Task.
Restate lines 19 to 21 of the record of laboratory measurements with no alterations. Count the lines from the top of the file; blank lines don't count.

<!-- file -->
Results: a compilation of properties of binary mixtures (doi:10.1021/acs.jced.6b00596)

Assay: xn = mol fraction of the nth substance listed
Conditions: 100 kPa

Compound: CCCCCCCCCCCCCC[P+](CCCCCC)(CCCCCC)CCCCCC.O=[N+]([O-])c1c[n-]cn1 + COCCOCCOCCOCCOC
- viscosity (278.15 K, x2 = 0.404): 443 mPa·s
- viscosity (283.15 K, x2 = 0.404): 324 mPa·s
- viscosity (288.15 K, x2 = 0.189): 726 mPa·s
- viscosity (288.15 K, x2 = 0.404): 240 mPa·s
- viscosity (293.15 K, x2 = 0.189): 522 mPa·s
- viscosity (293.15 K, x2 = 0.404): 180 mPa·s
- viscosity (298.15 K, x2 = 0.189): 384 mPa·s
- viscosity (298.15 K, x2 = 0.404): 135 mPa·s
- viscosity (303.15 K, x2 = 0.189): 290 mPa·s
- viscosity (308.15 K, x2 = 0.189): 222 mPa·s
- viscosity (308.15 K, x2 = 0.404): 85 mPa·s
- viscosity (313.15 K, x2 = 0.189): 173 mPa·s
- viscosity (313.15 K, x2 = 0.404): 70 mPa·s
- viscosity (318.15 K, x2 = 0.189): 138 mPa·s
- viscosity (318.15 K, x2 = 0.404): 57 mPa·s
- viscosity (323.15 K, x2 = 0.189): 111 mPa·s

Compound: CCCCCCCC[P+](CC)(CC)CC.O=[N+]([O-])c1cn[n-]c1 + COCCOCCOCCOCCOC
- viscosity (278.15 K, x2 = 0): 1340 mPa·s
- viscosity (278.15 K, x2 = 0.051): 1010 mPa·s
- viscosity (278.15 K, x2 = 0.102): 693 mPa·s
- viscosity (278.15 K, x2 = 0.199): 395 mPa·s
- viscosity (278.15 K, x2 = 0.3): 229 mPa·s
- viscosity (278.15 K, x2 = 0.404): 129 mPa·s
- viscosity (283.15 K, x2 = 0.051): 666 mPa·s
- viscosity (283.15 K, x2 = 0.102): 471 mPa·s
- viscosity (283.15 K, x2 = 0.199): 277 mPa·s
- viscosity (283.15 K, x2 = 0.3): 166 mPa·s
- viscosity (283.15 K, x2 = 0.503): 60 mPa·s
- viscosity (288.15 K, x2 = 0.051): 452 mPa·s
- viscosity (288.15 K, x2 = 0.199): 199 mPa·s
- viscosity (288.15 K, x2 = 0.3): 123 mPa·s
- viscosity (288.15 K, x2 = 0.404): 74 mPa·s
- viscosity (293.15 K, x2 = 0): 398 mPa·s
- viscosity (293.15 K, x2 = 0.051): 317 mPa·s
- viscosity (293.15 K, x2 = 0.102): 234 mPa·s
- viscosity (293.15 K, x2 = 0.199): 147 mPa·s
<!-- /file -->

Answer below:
- viscosity (318.15 K, x2 = 0.404): 57 mPa·s
- viscosity (323.15 K, x2 = 0.189): 111 mPa·s

Compound: CCCCCCCC[P+](CC)(CC)CC.O=[N+]([O-])c1cn[n-]c1 + COCCOCCOCCOCCOC